Rock / Alternative
Artist: P.J. Olsson
Produced by: Brash Music
Reviewed by Melissa Minners
Gazing at the cover photo of Beautifully Insane, one might think that P.J. Olsson is a Rick Springfield look-alike. Olsson plays a guitar and sings, but the similarities end there. P.J. Olsson’s music is hard to completely pin down – shades of rock and roll mixed with psychedelic funk is my best attempt. Taking a look at the flip side of the CD case, the picture of the smiley face guy in a uniform gives you a clue of what you might be listening to. The titles of the songs – Visine, Medicated, The Whistle Song – might give you another.
Upon hearing the first few tracks of Beautifully Insane, I started to wonder if I was not insane myself, as I was determined to get through this concoction of trippy lyrics and equally trippy music. Reading P.J. Olsson’s press material, this album was nothing like what I expected. Having made an appearance on David Letterman, scoring a song on the Dawson’s Creek Soundtrack, and playing with the likes of Train, Nelly Furtado, and more, I expected a more straight forward sound. True, Train’s lyrics can sometimes leave you scratching your head, but never as much as those of Visine: Had a dream ‘bout Joseph Stalin / Was his son haulin’ out of Moscow / On a jellybean with wheels.” Or how about those of Thinking Man: “My couch is made of thoughts / My car is made of feet / My house is made of bone / My windows made of eyes / My roof is the thinking man…” The beginning tracks of Beautifully Insane leave you wondering if P.J. Olsson wasn’t partaking in the marijuana he continually discusses in his songs when writing them.
That being said, there are some excellent tracks on this album. P.J. Olsson has a beautiful voice and when he isn’t over-mixing the music, the melodies are extremely enjoyable. Ocean of Blue tells the tale of a girl who has left home in search of a dream, only to find that the dream is far out of reach. It would seem P.J. Olsson’s voice is well suited to ballads as witnessed in the tracks Perfect and Tomorrow. The beauty of the lyrics, combined with that voice, and some equally beautiful music are enough to make you forgive the weirdness of the beginning tracks. However, somehow Olsson just has to add some psychedelic nonsense in these tracks. At the very end, the listener witnesses something equal to the nonsensical talk found at the very end of songs like Yellow Submarine and I Am the Walrus. This virtually ruins the mood the song originally put you in.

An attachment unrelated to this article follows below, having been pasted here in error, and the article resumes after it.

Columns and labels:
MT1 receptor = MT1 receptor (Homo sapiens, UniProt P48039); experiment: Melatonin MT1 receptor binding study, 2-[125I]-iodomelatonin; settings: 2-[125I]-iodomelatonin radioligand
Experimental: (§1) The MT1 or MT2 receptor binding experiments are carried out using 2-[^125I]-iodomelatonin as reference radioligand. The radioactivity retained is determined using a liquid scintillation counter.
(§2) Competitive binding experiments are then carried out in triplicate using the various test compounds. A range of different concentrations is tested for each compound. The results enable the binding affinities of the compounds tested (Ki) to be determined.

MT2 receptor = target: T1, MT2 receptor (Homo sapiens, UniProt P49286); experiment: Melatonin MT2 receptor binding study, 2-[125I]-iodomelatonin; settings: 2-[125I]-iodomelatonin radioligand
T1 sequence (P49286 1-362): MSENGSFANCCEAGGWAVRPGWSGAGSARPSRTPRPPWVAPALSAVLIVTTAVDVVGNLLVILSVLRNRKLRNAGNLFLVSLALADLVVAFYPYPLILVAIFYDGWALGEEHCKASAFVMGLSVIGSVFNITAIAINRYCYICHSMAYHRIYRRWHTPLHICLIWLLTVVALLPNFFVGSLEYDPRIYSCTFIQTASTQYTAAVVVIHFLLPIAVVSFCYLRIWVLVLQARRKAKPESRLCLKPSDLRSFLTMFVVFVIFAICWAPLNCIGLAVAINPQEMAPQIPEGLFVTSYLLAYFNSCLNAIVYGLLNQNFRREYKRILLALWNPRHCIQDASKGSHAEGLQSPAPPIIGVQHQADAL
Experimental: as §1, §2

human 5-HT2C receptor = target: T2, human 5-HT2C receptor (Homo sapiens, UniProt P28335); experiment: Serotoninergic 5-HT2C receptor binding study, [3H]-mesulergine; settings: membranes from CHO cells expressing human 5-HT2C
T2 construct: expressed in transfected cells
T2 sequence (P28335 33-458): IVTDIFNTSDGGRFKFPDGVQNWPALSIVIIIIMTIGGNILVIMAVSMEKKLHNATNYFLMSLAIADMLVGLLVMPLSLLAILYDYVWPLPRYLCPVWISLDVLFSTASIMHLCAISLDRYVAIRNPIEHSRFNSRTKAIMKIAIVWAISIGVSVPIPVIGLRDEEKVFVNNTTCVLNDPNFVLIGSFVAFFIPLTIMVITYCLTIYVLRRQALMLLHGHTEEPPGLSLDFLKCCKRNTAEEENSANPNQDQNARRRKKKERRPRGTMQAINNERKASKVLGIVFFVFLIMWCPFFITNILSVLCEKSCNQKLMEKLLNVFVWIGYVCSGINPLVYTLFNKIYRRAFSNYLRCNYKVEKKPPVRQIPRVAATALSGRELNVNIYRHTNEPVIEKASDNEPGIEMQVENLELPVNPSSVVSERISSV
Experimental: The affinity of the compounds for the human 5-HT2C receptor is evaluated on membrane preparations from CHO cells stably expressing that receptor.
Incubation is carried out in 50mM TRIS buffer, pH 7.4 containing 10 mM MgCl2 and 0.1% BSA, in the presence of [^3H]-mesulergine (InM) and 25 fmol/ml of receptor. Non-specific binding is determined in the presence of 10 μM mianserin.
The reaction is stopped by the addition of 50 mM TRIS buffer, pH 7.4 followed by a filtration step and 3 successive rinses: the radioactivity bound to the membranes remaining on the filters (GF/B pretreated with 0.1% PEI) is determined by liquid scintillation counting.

Beautifully Insane is a rather strange compilation, obviously influenced by the music of the 60s. I loved 60s music – Jimi Hendrix, The Beatles, Bob Dylan – they were all champions of that psychedelic sound. But they knew when it fit into their music and when it didn’t. Imagine Let It Be in funk mode – just not a good feeling to a track like that. P.J. Olsson has much to learn about when to add the funk and when to leave it alone. With only three or four songs out of twelve worth listening to, Beautifully Insane is an album tailor made for the bargain bins.